Toyota Tundra P0453: Fuel Tank Pressure Sensor/Switch Too High
Toyota Tundra uses an evaporative emission control (EVAP), system that moves fuel vapors between the fuel tank and filler neck and then sends them to engine for combustion. The fuel tank pressure is too high. P0453The engine light will turn on after the key is thrown.
Your Tundra will not be in danger if the sole trouble code you have is P0453. The EVAP is responsible for transferring fuel vapor. The EVAP system's ability to move fuel vapor has no bearing on your engine's performance. We don't endorse ignoring this code.
Sometimes the EVAP system does not work. It uses a valve to open and close the system to release fuel vapor into the engine to be burned off.
This sensor detects if the fuel tank pressure is too high. This sensor measures air pressure within the tank. It does not measure fuel pressure. If it does so, then P0453 will be thrown. The fuel tank pressure sensor, also known as the fuel pump pressure sensor, is usually located on the top of your gas tank or fuel pump.
The opposite of this code is P0452, which is thrown whenever the system pressure is too low.
P0453 Symptoms: Toyota Tundra
There are usually no symptoms that can be associated with the code. The check engine light will illuminate (that’s why you’re here).
You may only notice the fuel smell. If the EVAP isn't working properly to remove the fuel vapor from the air, the system will look for other routes.
These are some of the most common reasons for P0453.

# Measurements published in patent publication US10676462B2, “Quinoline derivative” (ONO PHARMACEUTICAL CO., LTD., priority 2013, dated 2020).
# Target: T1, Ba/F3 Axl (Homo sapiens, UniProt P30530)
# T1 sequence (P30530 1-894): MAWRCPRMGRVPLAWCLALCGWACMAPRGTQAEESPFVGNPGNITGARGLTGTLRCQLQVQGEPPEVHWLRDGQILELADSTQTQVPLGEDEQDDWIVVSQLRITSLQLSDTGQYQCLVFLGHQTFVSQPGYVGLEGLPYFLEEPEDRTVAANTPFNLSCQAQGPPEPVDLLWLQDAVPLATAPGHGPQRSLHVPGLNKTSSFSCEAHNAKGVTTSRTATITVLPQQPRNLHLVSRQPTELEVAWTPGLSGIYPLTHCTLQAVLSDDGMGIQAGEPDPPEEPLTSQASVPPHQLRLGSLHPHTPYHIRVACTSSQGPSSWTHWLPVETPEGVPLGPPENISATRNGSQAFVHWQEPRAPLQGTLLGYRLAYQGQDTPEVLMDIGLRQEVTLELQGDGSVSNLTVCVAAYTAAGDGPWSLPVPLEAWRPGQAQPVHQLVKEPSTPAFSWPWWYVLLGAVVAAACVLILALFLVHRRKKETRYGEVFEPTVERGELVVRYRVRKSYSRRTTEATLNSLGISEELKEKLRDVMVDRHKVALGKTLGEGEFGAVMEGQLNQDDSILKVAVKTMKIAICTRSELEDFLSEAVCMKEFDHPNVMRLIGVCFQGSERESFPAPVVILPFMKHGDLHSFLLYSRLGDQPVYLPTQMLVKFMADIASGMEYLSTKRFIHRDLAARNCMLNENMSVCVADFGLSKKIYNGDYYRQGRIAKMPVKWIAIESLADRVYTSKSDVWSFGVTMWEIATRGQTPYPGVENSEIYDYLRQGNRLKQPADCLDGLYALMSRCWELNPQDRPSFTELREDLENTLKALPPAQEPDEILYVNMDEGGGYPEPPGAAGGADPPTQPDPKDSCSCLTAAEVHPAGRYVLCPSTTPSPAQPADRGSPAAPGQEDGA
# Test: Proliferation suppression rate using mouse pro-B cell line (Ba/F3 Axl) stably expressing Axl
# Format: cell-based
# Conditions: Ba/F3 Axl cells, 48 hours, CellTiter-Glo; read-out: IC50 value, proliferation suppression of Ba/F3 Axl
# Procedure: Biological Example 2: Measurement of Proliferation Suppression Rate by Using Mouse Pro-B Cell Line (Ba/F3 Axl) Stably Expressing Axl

- Charcoal canister Clogged vent valve
- Fuel tank pressure sensor damaged (the sensor or the wiring).
- Tank with contaminated fuel
- PCM/ECM (highly unlikely)
Diagnose P0453 with the Toyota Tundra
Diagnosing P0453 in your Tundra can be challenging if you don’t have a scan tool that is capable of reading the fuel pressure sensor data or capable of commanding the vent valve to open and close.
Here are some things you can do at home
- If you happen to notice the sound of air escaping when you take your Tundra’s gas cap off, that is a telltale sign that the vent valve is bad, or the charcoal canister is bad(it’s pressure leaving the gas tank). You can open the gas valve by driving around for awhile. It’s hard to notice the sound when you’re at a noisy gas station.
- Examine the wiring connecting to the fuel pressure sensor. If it is damaged or frayed, you should inspect it. If it isn’t then the only way to really diagnose it is with a professional mechanic’s scanner. It can be difficult to look at the tank without dropping it.
How a mechanic will do it
- The data of the fuel pressure sensor will be captured by a mechanic to determine whether it detects any vacuum.
- The vent valve will be opened and closed by them. This can be heard depending on which year and model of the vehicle.
The fuel tank pressure data may be out of specification. A mechanic will check the wiring to the fuel sensor. The fuel pressure sensor must be replaced if it is not working as expected.
The charcoal canister must be replaced if the vent valve turns on and the pressure sensor works fine. If the vent valve doesn’t come on, it will need replacement in order to clear P0453.
If it looks good, the PCM could have a problem.
Toyota Tundra: P0453 Conclusion
That’s pretty much it. While there are only a couple of common things that’ll cause P0453, there it can be tough to diagnose it without the right equipment. It’s not going to leave you stranded on the side of the road either. Good luck fixing your Tundra!
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